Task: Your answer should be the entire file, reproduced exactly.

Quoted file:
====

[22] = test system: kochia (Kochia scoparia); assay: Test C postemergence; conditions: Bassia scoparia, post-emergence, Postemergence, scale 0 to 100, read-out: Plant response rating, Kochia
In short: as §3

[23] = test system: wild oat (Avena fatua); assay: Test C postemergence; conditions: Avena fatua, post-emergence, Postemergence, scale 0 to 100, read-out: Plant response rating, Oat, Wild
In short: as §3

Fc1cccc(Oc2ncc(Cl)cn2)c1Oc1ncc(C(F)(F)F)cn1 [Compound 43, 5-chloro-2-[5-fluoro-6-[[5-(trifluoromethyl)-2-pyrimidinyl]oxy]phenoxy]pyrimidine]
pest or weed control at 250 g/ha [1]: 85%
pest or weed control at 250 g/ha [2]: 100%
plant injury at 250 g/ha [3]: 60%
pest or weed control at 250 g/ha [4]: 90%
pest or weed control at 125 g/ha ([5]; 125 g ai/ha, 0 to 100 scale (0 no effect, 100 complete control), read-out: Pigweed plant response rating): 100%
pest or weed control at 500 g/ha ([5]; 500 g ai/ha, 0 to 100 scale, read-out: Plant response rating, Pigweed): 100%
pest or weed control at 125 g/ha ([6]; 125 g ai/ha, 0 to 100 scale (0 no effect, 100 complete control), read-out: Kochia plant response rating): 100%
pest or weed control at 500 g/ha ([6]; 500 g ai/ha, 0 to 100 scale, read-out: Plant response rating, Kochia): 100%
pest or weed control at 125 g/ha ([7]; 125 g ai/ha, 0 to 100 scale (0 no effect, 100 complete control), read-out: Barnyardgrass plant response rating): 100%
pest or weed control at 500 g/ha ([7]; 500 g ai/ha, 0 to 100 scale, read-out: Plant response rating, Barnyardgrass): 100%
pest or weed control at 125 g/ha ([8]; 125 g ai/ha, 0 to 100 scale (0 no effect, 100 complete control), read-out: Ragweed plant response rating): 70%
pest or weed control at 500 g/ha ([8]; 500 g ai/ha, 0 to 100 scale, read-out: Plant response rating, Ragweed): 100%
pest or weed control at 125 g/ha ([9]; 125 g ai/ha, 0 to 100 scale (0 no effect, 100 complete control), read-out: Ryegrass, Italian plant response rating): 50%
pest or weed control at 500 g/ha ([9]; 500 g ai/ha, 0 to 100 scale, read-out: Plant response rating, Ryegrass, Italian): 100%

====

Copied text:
[22] = test system: kochia (Kochia scoparia); assay: Test C postemergence; conditions: Bassia scoparia, post-emergence, Postemergence, scale 0 to 100, read-out: Plant response rating, Kochia
In short: as §3

[23] = test system: wild oat (Avena fatua); assay: Test C postemergence; conditions: Avena fatua, post-emergence, Postemergence, scale 0 to 100, read-out: Plant response rating, Oat, Wild
In short: as §3

Fc1cccc(Oc2ncc(Cl)cn2)c1Oc1ncc(C(F)(F)F)cn1 [Compound 43, 5-chloro-2-[5-fluoro-6-[[5-(trifluoromethyl)-2-pyrimidinyl]oxy]phenoxy]pyrimidine]
pest or weed control at 250 g/ha [1]: 85%
pest or weed control at 250 g/ha [2]: 100%
plant injury at 250 g/ha [3]: 60%
pest or weed control at 250 g/ha [4]: 90%
pest or weed control at 125 g/ha ([5]; 125 g ai/ha, 0 to 100 scale (0 no effect, 100 complete control), read-out: Pigweed plant response rating): 100%
pest or weed control at 500 g/ha ([5]; 500 g ai/ha, 0 to 100 scale, read-out: Plant response rating, Pigweed): 100%
pest or weed control at 125 g/ha ([6]; 125 g ai/ha, 0 to 100 scale (0 no effect, 100 complete control), read-out: Kochia plant response rating): 100%
pest or weed control at 500 g/ha ([6]; 500 g ai/ha, 0 to 100 scale, read-out: Plant response rating, Kochia): 100%
pest or weed control at 125 g/ha ([7]; 125 g ai/ha, 0 to 100 scale (0 no effect, 100 complete control), read-out: Barnyardgrass plant response rating): 100%
pest or weed control at 500 g/ha ([7]; 500 g ai/ha, 0 to 100 scale, read-out: Plant response rating, Barnyardgrass): 100%
pest or weed control at 125 g/ha ([8]; 125 g ai/ha, 0 to 100 scale (0 no effect, 100 complete control), read-out: Ragweed plant response rating): 70%
pest or weed control at 500 g/ha ([8]; 500 g ai/ha, 0 to 100 scale, read-out: Plant response rating, Ragweed): 100%
pest or weed control at 125 g/ha ([9]; 125 g ai/ha, 0 to 100 scale (0 no effect, 100 complete control), read-out: Ryegrass, Italian plant response rating): 50%
pest or weed control at 500 g/ha ([9]; 500 g ai/ha, 0 to 100 scale, read-out: Plant response rating, Ryegrass, Italian): 100%